For me, this is when spiritual practice becomes extremely compelling. Usually, our spiritual and psychological lives revolve around how to be more happy, effective or successful. But when we know death is coming (and a lot sooner than we hoped) there are more urgent questions: “What is it that is alive right here?” “Where can I turn for help?” “What is real right now?” “Who is the one who is suffering?” “What is the truth that is always present?” When we are compelled to ask these questions no one else’s answers are of any use. What we have read, believe or been told will not do!  We must know for ourselves!

Of course, writing about this matter requires words and so it seems that these questions are intellectual and require thinking. These questions are like the finger pointing at the moon. The words only direct our attention to what is more intimate than words. What is more intimate than words is our direct experience. It is not a particular experience. We naturally meet crises with an intense aliveness, a compelling demand from deep inside us to look at what is real. It may present as anxiety, or numbness, anger, deep depression, or curiosity, but whatever our experience our attention is caught. It is our deepest life saying, “pay attention!”

This is what we can always take refuge in – the compelling experience of being alive. This experience is the essence of all seeing, hearing and feeling. It permeates all body, emotions and thought. In fact everything that comes forward whether we regard it as magnificent or dreadful comes from the same source. No matter what comes towards us or from within us, this is our ultimate refuge.

This attention to the source of life is a refuge available at all times, in every place. But we must practice and recognize it. Initially we have to learn to turn our attention away from our thoughts and conceptual mind. We let the churning of our minds still, like allowing the mud to settle so we can see the water. But, then we turn our awareness to seeing both mud and water, to seeing thought and the space in which it is held. We experience life and creation, death and destruction and the space in which they are held. We see ourselves respond completely to each changing condition. And whether our responses are skillful or unskillful they are all held in the dreamlike nature of our own life. This is the essence of practice. This is refuge.”


a case of reactivity

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The Buddha once asked a student, “If a person is struck by an arrow is it painful?” The student replied, “It is.” The Buddha then asked,“If the person is struck by a second arrow, is that even more painful?” The student replied again, “It is.” The Buddha then explained, “In life, we cannot always control the first arrow. However, the second arrow is our reaction to the first. This second arrow is optional.”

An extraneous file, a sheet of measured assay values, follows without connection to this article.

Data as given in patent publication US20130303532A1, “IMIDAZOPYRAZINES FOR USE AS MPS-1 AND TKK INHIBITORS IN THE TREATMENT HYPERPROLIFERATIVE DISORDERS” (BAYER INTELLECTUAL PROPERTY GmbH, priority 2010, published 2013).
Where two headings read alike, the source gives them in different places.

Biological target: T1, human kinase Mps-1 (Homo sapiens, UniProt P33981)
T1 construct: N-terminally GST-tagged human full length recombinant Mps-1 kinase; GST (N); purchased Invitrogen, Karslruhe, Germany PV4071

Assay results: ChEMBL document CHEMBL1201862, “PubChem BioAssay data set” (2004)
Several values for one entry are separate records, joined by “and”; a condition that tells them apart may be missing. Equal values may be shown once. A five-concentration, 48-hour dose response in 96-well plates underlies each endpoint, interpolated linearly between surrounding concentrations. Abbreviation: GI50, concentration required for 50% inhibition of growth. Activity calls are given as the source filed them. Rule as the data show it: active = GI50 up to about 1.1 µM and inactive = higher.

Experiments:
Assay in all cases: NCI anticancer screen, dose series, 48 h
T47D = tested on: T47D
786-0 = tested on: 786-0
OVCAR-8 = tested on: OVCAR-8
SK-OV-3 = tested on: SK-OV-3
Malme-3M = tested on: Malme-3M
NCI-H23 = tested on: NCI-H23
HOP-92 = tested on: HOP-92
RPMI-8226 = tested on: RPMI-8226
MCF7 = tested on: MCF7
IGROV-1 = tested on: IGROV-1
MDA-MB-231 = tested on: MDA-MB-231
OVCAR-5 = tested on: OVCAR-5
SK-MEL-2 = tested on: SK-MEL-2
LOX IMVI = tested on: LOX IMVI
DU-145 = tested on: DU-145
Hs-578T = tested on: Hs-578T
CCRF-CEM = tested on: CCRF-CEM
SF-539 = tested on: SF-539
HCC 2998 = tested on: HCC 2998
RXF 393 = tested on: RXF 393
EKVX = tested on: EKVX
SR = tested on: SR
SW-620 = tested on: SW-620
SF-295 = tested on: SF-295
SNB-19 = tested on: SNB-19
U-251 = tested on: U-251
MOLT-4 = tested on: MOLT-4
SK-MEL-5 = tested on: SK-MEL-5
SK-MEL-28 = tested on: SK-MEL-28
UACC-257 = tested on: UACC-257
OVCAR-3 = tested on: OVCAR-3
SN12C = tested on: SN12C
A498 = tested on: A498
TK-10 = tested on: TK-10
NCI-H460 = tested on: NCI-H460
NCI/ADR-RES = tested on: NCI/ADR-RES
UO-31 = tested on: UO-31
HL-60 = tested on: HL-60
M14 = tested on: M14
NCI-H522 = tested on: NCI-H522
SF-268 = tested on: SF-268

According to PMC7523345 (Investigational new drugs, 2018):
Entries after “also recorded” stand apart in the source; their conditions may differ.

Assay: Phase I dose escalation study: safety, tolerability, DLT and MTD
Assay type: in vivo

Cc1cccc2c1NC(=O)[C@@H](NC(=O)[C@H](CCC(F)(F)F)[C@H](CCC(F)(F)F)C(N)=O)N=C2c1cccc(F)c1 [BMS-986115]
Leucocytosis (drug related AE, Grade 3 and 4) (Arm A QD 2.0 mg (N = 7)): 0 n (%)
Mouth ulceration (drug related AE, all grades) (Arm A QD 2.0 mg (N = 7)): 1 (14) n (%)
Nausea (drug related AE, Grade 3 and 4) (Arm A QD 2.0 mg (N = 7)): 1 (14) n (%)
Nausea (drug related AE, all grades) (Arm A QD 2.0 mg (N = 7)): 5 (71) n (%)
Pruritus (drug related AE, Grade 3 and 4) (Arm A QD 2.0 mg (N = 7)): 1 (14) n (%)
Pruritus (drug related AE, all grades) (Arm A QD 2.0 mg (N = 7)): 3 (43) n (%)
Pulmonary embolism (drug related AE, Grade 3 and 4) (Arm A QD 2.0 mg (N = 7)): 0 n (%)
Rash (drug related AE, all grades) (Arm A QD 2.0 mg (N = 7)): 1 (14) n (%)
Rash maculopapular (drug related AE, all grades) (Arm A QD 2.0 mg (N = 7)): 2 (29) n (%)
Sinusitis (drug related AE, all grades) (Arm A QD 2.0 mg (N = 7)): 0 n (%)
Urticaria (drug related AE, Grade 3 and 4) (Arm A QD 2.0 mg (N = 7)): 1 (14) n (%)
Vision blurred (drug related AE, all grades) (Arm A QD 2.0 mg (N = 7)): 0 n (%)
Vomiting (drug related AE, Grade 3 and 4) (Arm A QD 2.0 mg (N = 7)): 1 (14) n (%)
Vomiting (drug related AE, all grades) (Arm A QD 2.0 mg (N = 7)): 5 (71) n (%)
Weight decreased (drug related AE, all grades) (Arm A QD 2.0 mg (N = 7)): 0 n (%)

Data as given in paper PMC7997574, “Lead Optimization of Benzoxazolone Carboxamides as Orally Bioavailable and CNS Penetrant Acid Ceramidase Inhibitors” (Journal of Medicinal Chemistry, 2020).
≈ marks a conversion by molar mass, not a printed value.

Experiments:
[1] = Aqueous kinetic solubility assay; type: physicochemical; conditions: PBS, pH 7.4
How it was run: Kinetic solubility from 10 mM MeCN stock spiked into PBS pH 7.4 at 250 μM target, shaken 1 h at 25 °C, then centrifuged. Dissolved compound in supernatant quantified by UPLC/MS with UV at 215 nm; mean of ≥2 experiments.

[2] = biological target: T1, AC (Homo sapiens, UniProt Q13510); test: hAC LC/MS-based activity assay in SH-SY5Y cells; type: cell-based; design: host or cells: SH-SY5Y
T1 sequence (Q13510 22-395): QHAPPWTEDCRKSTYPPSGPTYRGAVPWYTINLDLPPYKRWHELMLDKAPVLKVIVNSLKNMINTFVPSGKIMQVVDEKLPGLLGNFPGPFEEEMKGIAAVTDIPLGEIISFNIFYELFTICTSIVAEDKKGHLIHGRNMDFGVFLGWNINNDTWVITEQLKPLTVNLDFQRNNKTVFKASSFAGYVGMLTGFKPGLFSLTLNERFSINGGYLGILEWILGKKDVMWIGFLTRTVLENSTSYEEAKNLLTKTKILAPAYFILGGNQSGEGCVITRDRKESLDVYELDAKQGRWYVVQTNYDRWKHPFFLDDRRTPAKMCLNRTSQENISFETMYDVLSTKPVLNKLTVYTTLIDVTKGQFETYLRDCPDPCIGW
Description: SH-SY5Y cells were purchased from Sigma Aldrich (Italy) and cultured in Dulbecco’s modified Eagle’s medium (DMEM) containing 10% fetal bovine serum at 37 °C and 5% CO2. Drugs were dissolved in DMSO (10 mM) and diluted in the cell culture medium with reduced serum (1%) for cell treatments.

I looked for this story early this morning, after waking up with the “I missed the boat with that presentation” on my lips. Yesterday morning  I gave a short talk on the Buddhist perspective on spiritual care to a group of new hospital volunteers. I’d been given three questions and prepared a two-page handout on suffering and impermanence, as well as pointers on how to be with a person in long-term care. But my actual talk went off course as I spoke mostly about my personal experiences in visiting patients. Afterwards, and still this morning, I felt as if I’d let down the inviting teacher and his students: that I’d failed, provided a dis-service.

That’s why the arrow story: first a mistake, then recrimination. To make a mistake (if indeed that what it was) is one thing, a reasonable assessment. To then criticise and shame is unnecessary, feels like abuse. As Gil Fronsdal writes in The Issue At Hand, “Many times the first arrow is out of our control but the arrow of reactivity is not.” And– 

Mindfulness itself does not condemn our reactions. Rather it is honestly aware of what happens to us and how we react to it. The more cognizant and familiar we are with our reactivity the more easily we can feel, for example, uncomplicated grief or straightforward joy, not mixed up with guilt, anger, remorse, embarrassment, judgment or other reactions

I got up early to write this post and then to sit on the cushion — to find the space between what happened and what my ego is making of it. Between feeling incompetent and just being. “Freedom,” writes Fronsdal, “is not freedom from emotions; it is freedom from complicating them.”



there’s no quick fix

A flurry of emails has alerted me that the great Buddhist teacher “X” is coming for a multi-day, multi-dollar extravaganza to a campus nearby. Several acquaintances are excited that they’re going, that they’ve already registered for an event that’s still six months in the future!

Obviously, there’s a hunger for such gatherings and I’m glad that hundreds will be able to go (if they can spare the time and have the money). At the same time it troubles me to see people flocking to podcasts, books, CDs, webinars, and sacred events to hear someone tell them how to find a better way to live.